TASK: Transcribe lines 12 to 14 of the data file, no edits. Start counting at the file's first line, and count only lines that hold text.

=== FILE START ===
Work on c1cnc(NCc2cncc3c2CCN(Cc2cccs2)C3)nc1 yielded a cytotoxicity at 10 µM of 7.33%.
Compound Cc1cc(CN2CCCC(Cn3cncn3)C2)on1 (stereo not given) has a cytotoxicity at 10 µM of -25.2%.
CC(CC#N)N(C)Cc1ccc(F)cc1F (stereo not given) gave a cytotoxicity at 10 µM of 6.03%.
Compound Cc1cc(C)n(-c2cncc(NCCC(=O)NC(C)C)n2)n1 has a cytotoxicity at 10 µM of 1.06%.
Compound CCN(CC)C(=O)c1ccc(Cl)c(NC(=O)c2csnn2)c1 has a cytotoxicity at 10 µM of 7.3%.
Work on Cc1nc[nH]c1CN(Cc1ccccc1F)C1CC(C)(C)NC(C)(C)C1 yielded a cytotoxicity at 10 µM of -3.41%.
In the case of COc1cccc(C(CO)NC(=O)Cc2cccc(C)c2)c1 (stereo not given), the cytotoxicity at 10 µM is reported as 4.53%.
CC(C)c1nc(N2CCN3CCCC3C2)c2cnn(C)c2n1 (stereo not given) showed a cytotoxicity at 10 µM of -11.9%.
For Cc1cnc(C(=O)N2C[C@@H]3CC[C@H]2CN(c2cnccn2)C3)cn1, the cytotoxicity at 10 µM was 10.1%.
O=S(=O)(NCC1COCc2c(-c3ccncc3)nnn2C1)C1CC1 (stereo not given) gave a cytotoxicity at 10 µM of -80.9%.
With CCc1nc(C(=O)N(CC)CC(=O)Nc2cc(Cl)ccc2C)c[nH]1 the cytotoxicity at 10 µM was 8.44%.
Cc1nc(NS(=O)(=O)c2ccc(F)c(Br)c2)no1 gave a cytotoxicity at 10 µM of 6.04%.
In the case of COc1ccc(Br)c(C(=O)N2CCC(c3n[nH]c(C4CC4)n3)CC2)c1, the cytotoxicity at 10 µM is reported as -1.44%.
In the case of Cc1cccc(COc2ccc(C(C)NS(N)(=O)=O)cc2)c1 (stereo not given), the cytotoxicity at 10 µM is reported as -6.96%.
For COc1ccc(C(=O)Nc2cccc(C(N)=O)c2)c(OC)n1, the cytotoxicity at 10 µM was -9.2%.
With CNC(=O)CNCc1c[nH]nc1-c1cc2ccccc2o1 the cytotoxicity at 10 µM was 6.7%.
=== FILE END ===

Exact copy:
Cc1nc(NS(=O)(=O)c2ccc(F)c(Br)c2)no1 gave a cytotoxicity at 10 µM of 6.04%.
In the case of COc1ccc(Br)c(C(=O)N2CCC(c3n[nH]c(C4CC4)n3)CC2)c1, the cytotoxicity at 10 µM is reported as -1.44%.
In the case of Cc1cccc(COc2ccc(C(C)NS(N)(=O)=O)cc2)c1 (stereo not given), the cytotoxicity at 10 µM is reported as -6.96%.